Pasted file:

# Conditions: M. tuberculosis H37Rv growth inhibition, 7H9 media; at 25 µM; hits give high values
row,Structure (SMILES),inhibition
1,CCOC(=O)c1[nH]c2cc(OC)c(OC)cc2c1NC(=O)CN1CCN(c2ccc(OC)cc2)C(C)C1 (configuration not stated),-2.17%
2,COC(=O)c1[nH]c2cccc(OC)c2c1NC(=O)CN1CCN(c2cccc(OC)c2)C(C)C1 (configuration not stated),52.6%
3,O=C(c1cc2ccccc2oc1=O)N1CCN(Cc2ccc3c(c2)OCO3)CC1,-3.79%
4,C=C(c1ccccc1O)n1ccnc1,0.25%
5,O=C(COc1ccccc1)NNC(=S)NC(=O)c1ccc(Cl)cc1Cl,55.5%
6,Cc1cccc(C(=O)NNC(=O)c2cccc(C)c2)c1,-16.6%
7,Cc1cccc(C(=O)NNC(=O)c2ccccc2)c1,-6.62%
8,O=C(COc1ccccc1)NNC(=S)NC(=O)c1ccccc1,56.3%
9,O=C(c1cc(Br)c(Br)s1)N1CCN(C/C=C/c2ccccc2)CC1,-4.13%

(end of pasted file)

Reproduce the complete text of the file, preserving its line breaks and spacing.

# Conditions: M. tuberculosis H37Rv growth inhibition, 7H9 media; at 25 µM; hits give high values
row,Structure (SMILES),inhibition
1,CCOC(=O)c1[nH]c2cc(OC)c(OC)cc2c1NC(=O)CN1CCN(c2ccc(OC)cc2)C(C)C1 (configuration not stated),-2.17%
2,COC(=O)c1[nH]c2cccc(OC)c2c1NC(=O)CN1CCN(c2cccc(OC)c2)C(C)C1 (configuration not stated),52.6%
3,O=C(c1cc2ccccc2oc1=O)N1CCN(Cc2ccc3c(c2)OCO3)CC1,-3.79%
4,C=C(c1ccccc1O)n1ccnc1,0.25%
5,O=C(COc1ccccc1)NNC(=S)NC(=O)c1ccc(Cl)cc1Cl,55.5%
6,Cc1cccc(C(=O)NNC(=O)c2cccc(C)c2)c1,-16.6%
7,Cc1cccc(C(=O)NNC(=O)c2ccccc2)c1,-6.62%
8,O=C(COc1ccccc1)NNC(=S)NC(=O)c1ccccc1,56.3%
9,O=C(c1cc(Br)c(Br)s1)N1CCN(C/C=C/c2ccccc2)CC1,-4.13%